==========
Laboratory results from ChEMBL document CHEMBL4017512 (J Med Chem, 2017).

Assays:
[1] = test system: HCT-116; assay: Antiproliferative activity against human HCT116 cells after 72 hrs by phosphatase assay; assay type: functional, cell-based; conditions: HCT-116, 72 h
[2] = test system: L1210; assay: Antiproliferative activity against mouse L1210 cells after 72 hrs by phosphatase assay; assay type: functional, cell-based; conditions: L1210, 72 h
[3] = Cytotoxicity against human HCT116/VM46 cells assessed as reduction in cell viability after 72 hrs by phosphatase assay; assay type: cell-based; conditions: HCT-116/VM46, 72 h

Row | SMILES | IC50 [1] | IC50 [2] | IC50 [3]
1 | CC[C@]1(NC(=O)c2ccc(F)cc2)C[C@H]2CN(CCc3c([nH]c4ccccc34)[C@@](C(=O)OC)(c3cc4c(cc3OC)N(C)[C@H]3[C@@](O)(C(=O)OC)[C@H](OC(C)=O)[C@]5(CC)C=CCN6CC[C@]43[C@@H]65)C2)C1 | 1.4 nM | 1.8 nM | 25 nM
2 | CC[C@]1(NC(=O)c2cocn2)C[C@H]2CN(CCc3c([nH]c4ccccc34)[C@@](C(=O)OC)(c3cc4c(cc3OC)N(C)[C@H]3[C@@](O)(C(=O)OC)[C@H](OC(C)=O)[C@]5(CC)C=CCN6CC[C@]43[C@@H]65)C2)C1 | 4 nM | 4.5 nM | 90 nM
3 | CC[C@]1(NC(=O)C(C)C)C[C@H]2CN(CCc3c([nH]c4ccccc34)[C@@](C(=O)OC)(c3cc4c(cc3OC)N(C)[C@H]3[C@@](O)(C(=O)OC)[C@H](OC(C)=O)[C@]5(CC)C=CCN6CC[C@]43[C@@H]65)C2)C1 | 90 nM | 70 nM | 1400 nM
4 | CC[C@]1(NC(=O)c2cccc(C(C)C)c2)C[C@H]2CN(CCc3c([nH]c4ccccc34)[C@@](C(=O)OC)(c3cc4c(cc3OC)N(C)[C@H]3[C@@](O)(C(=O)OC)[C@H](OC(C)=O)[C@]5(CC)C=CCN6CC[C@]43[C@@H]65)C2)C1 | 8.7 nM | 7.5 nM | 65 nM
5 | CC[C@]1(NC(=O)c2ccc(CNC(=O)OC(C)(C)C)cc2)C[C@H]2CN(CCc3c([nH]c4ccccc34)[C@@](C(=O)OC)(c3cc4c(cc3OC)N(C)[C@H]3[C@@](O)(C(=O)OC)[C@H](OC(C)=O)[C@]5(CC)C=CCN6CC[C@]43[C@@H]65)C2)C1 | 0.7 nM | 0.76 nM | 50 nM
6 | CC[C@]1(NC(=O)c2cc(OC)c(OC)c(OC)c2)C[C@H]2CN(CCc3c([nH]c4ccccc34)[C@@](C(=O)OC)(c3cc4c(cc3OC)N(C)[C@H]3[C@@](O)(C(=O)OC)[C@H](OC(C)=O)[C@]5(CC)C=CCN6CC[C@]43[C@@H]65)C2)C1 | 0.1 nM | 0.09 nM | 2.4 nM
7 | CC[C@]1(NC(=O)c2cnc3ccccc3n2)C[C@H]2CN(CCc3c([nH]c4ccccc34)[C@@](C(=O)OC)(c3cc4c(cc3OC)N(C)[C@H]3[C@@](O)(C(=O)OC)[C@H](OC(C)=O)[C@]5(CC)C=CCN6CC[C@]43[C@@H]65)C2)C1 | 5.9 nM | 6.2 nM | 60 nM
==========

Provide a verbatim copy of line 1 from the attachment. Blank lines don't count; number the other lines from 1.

Laboratory results from ChEMBL document CHEMBL4017512 (J Med Chem, 2017).